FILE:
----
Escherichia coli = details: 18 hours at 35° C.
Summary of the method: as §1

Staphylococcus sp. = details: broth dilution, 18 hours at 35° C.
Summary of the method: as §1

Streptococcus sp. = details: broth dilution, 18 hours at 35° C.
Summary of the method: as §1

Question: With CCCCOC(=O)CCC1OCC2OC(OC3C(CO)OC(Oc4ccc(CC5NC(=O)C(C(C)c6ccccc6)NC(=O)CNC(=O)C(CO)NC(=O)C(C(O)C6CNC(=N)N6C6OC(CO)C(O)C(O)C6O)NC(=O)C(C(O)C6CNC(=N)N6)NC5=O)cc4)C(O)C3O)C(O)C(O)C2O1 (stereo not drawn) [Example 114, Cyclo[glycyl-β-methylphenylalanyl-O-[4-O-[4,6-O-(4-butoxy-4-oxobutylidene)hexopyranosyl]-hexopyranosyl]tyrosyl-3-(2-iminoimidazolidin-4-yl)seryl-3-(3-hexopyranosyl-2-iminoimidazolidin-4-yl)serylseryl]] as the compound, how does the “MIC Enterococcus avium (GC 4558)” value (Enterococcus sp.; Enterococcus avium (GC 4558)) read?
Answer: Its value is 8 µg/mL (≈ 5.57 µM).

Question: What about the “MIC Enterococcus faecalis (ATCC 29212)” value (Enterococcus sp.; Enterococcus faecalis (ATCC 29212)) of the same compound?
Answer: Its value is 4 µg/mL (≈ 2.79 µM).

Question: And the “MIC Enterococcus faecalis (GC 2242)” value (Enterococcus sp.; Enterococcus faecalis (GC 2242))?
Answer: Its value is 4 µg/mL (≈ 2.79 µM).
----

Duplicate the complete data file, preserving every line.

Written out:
Escherichia coli = details: 18 hours at 35° C.
Summary of the method: as §1

Staphylococcus sp. = details: broth dilution, 18 hours at 35° C.
Summary of the method: as §1

Streptococcus sp. = details: broth dilution, 18 hours at 35° C.
Summary of the method: as §1

Question: With CCCCOC(=O)CCC1OCC2OC(OC3C(CO)OC(Oc4ccc(CC5NC(=O)C(C(C)c6ccccc6)NC(=O)CNC(=O)C(CO)NC(=O)C(C(O)C6CNC(=N)N6C6OC(CO)C(O)C(O)C6O)NC(=O)C(C(O)C6CNC(=N)N6)NC5=O)cc4)C(O)C3O)C(O)C(O)C2O1 (stereo not drawn) [Example 114, Cyclo[glycyl-β-methylphenylalanyl-O-[4-O-[4,6-O-(4-butoxy-4-oxobutylidene)hexopyranosyl]-hexopyranosyl]tyrosyl-3-(2-iminoimidazolidin-4-yl)seryl-3-(3-hexopyranosyl-2-iminoimidazolidin-4-yl)serylseryl]] as the compound, how does the “MIC Enterococcus avium (GC 4558)” value (Enterococcus sp.; Enterococcus avium (GC 4558)) read?
Answer: Its value is 8 µg/mL (≈ 5.57 µM).

Question: What about the “MIC Enterococcus faecalis (ATCC 29212)” value (Enterococcus sp.; Enterococcus faecalis (ATCC 29212)) of the same compound?
Answer: Its value is 4 µg/mL (≈ 2.79 µM).

Question: And the “MIC Enterococcus faecalis (GC 2242)” value (Enterococcus sp.; Enterococcus faecalis (GC 2242))?
Answer: Its value is 4 µg/mL (≈ 2.79 µM).